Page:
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As high value blue economy deals are brokered by bankers, economists, government officials and impact investors, the question remains how the proceeds of these deals will benefit the marine environment and the coastal communities. Many philanthropic organisations that provide grants to the local communities find it challenging to ensure that this money reaches people it is intended for, rather than ‘parachute’ consultants.

Inclusiveness by design

The Seychelles’ Conservation and Climate Adaptation Trust (SeyCCAT) offers financing through a transparent and competitive application process where all entries are carefully screened by the Blue Grants Committee – a diverse group of experts, each with unique technical expertise and a different point of view. The Committee comprises university lecturers, specialists in marine spatial planning and fisheries, business development experts, officials from the ministries of environment, fisheries and the blue economy, and a member of a non-profit youth organization. Additionally, it is provisioned for a local fisherman to join the conversation and give a voice to the fishermen community.

If an applicant is seeking a large grant (with a ceiling of $75 000), there is a two-stage application process and the full project proposal must include logic charts, detailed itemized budgets, and a Gantt chart to suggest a timeline.

Such comprehensive process and the screening approach ensure that the selected applications have the best value proposition and benefit multiple local stakeholders. This, in turn, helps make the investment safer and multiply its impact by making it cross-sectoral.

Inclusiveness through the process

Since its inception, SeyCCAT operated with expansive eligibility criteria, making financing available to a wider group of applicants. In 2017 and 2018, for example, SeyCCAT financed 14 projects led by environmental non-governmental organisations, experienced researchers and consultants, one small enterprise, and one project led by a fisher’s association. A total of US$ 660 883.57 was disbursed to the beneficiaries.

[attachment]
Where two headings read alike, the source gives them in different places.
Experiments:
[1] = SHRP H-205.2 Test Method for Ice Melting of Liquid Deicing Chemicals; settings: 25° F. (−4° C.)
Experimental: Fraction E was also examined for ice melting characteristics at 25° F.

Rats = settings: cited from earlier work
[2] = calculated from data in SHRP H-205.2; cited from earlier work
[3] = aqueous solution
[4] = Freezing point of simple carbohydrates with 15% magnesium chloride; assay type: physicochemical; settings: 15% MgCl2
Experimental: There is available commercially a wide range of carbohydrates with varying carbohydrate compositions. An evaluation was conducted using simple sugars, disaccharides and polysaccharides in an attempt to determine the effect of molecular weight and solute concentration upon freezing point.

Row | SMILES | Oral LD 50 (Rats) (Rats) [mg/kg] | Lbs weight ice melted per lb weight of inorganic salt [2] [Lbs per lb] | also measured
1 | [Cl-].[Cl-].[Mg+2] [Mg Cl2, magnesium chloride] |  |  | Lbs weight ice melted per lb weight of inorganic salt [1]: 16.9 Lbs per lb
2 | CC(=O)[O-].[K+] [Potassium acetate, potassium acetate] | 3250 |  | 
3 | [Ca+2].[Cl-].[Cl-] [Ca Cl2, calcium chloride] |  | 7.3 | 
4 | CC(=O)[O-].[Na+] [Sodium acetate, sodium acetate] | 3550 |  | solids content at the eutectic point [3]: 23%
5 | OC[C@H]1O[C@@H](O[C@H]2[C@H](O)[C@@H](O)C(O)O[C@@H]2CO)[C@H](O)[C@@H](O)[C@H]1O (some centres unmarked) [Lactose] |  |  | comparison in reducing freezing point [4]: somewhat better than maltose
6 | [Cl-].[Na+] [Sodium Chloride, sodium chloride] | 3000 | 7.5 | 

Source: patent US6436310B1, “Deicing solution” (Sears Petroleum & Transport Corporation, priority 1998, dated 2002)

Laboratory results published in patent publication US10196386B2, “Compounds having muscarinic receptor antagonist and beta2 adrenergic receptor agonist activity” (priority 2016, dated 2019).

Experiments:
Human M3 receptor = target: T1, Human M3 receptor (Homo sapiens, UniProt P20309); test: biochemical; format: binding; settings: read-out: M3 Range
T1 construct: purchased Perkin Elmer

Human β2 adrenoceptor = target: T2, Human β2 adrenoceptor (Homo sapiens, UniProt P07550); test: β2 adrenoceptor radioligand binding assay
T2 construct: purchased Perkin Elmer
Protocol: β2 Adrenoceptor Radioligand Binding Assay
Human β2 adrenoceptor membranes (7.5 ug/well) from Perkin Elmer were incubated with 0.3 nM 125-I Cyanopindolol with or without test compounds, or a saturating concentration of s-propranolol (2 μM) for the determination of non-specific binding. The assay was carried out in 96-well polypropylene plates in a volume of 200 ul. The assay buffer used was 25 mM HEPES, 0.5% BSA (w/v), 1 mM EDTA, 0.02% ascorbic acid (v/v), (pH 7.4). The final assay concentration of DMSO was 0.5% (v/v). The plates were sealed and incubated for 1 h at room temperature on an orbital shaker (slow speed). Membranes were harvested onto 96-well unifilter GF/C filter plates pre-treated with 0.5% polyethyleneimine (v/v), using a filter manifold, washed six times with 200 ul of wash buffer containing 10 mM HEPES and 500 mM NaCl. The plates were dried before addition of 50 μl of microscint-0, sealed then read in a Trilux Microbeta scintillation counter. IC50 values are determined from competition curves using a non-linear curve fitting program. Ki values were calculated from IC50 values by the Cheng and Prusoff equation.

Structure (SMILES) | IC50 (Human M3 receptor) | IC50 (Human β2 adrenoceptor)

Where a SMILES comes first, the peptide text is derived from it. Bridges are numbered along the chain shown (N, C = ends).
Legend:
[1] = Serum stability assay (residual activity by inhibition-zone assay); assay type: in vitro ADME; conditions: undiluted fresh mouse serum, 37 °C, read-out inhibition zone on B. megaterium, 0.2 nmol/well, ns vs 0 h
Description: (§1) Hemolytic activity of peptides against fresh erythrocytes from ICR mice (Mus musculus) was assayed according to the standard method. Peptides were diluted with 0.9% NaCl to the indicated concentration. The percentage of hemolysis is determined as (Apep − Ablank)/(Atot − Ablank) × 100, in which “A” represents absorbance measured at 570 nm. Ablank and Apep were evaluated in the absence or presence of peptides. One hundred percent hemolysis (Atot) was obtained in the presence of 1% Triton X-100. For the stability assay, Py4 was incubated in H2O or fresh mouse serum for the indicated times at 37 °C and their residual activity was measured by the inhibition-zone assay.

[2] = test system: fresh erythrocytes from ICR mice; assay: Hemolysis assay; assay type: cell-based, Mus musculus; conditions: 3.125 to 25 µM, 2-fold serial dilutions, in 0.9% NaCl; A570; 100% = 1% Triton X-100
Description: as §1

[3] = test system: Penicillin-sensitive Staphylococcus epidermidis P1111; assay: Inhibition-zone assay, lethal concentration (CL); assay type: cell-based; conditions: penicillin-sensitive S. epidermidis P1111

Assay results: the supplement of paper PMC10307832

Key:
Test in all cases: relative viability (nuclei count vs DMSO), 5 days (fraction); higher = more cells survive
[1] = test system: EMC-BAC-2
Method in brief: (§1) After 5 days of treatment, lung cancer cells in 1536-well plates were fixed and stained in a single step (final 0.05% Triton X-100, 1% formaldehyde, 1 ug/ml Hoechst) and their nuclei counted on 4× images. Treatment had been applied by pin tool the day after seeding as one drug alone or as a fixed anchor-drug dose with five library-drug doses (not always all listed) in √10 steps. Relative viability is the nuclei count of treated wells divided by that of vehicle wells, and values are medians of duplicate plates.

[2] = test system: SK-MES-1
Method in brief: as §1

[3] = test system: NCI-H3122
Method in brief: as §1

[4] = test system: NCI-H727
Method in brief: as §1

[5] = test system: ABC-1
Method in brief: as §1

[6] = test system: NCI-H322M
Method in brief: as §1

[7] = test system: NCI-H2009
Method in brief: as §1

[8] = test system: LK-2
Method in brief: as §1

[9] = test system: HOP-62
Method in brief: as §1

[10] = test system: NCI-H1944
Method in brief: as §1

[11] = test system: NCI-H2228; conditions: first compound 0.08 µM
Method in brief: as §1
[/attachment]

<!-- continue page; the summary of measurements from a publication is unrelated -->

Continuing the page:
A part of the funds from the debt-for-nature swap was allocated to fund the Preparation Project Grant (PPG) (awarded on a case-by-case basis), which allows to procure consulting services for the applicants to prepare a successful full project proposal. This way, even people without any prior experience in applying for funds are given an opportunity to develop a competitive proposal. Additionally, the call for proposals was translated in the Creole language and widely advertised through the local media outlets to reach individuals and households.

However, even with these measures, the first two financing cycles showed that the beneficiaries were mostly NGOs with significant experience in applying for grants. People seemed to be intimidated by the complexity of the application process, even though it was designed based on the best international practices. So, how do you make blue finance truly accessible and inclusive?

Why it matters?

SeyCCAT presents a hopeful future where accessing finance is not what limits innovation, creativity and solutions to national and global challenges. With inclusiveness by design and through the process, we provide new opportunities to close the wealth gap and bring youth, women, and entrepreneurs on the journey to a sustainable future. When all citizens are connected and included and involved in this transition, the country and the blue economy overwhelmingly benefits. SeyCCAT sees inclusion and accessibility as pivotal to achieve lasting change and generate prosperity whilst sustaining the health of the marine environment.